"MA0" is the main memory channel and can be recalled quickly via the dedicated MA0 button on the front left of the radio.  This is a pretty handy feature.

Step 1: Turn on the program mode

  • In order to program the radio you need to first enable the programming mode. 
  • Press "FUN" + "0" (at the same time) and hold for 1 second
  • The LCD display will show a blinking "PR"
  • Note: The programming mode is automatically turned off when the radio is left idle for 10 seconds or more.  This is an irritating "feature" since it forces you to repeatedly re-enable the programming mode (unless you are fast at going through the programming steps).  Be prepared to get a lot of practice on turning on the program mode.

Step 2: Select the memory address to program

  • For our example, we are going to program the memory address "MA0".
  • Using the up or down arrow buttons (located to the right of the LCD), select the memory address, "MA0".
  • "MA0" will appear in the upper left hand corner of the LCD when selected.
  • Press the "#" key

Step 3: Enter the receive frequency

  • For our example, we are going to program a receive frequency of 52.800 MHz.
  • Note: The AZ-61 does not have a decimal key.  Instead, use the "*" to denote the decimal when entering the frequency.  
  • Enter the frequency by pressing the keys, 52*800
  • Press the "#" key

Step 4: Enter a receive CTCSS frequency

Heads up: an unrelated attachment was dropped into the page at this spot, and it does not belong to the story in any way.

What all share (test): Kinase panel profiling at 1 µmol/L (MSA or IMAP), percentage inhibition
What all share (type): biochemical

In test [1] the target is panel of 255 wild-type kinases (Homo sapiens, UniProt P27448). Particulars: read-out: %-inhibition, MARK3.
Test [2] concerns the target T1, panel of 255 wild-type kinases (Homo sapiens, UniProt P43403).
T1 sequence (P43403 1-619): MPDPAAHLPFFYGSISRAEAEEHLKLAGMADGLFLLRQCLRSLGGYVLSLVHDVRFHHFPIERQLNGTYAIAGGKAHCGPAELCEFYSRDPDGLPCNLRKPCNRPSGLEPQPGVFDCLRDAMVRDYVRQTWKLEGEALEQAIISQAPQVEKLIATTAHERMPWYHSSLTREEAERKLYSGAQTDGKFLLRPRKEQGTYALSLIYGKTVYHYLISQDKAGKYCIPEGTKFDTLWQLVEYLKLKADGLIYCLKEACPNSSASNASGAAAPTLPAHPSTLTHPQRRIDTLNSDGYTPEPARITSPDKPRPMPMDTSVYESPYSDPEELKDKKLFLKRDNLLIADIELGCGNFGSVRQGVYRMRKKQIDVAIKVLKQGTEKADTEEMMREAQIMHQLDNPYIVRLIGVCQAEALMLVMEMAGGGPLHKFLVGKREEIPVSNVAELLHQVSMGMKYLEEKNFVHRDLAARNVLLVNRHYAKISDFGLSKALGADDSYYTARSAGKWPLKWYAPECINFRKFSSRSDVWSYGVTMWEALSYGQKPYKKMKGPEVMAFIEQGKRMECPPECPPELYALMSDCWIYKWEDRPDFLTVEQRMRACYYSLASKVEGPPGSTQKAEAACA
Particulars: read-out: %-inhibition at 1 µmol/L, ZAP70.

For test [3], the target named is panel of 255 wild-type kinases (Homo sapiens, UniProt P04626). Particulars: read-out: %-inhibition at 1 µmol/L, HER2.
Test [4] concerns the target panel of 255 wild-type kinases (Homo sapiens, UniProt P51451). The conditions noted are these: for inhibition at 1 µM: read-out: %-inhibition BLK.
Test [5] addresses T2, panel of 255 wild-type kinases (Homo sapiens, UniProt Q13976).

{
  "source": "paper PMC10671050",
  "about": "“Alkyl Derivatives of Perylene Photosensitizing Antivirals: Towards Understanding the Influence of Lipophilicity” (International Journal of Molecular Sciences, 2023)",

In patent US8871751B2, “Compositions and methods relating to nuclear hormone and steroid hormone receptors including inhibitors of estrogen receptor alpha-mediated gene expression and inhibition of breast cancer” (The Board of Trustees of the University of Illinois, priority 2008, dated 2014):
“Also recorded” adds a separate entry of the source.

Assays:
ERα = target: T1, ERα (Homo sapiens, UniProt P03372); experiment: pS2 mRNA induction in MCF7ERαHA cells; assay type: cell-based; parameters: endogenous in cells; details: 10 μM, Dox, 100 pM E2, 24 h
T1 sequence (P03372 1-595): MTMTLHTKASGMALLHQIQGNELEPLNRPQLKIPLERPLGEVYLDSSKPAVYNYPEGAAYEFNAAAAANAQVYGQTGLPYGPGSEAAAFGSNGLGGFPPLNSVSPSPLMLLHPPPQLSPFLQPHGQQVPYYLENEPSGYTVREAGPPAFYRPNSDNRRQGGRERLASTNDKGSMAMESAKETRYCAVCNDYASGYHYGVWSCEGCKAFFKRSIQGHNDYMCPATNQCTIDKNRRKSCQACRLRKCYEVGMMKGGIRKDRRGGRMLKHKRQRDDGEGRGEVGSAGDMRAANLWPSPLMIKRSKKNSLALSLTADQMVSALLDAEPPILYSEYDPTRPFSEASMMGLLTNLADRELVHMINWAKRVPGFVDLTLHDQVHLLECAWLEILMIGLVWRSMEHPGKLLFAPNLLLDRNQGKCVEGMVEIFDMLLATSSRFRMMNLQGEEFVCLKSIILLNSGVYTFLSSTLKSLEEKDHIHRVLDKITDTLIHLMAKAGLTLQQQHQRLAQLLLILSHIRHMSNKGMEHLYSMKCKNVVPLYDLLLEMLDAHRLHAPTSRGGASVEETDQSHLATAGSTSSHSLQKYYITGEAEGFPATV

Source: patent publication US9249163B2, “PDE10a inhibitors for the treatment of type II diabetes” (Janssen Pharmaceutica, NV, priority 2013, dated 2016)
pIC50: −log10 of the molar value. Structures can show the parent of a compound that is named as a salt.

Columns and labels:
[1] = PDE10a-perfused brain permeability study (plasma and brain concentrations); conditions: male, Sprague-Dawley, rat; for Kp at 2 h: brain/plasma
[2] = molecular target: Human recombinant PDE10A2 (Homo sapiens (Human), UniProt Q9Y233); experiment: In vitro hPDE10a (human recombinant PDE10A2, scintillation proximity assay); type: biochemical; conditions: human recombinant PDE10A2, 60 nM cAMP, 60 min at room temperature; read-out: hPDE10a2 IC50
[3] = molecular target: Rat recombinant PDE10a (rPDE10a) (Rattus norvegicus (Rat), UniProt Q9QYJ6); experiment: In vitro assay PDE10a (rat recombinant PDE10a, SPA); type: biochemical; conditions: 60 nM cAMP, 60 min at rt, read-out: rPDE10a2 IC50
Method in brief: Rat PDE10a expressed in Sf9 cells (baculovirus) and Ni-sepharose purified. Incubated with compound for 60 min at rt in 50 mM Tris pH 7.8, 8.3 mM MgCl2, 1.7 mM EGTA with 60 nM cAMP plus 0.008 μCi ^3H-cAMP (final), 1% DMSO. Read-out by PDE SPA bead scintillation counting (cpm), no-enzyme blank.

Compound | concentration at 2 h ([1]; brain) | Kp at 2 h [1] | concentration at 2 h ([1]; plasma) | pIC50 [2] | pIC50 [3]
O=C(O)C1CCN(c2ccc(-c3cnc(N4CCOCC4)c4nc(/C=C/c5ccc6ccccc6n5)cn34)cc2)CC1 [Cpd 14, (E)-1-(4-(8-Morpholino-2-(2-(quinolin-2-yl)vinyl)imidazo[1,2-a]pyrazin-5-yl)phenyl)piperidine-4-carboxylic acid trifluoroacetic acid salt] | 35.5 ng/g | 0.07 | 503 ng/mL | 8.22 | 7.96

• For our example, we do not want to use a CTCSS frequency (not sure if the repeater transmits the CTCSS) so we are going to program this memory address to disable that feature.
  • Using the up and down arrow buttons (located to the right of the LCD), select "C00:"
  • Press the "#" key

Step 5: Enter transmit frequency

  • For our example, we are going to program a transmit frequency of 52.500 MHz.
  • Note: The AZ-61 does not have a decimal key.  Instead, use the "*" to denote the decimal when entering the frequency.  
  • Enter the frequency by pressing the keys, 52*500
  • Press the "#" key

Step 6: Enter transmit CTCSS frequency

  • For our example, we are going to program a transmit CTCSS frequency of 114.8 Hz.
  • Note: The CTCSS frequencies are stored in the AZ-61 in a table.
  • Using the up and down arrow buttons (located to the right of the LCD), select the "C16: 114.8"
  • Press the "#" key
Voila!  We have programmed a repeater into the Azden AZ-61 in just six easy steps.  Armed with these steps you can repeat the same procedure to program any of the other 40 memory addresses.  Hope this article has inspired you to put  your AZ-61 back on the air.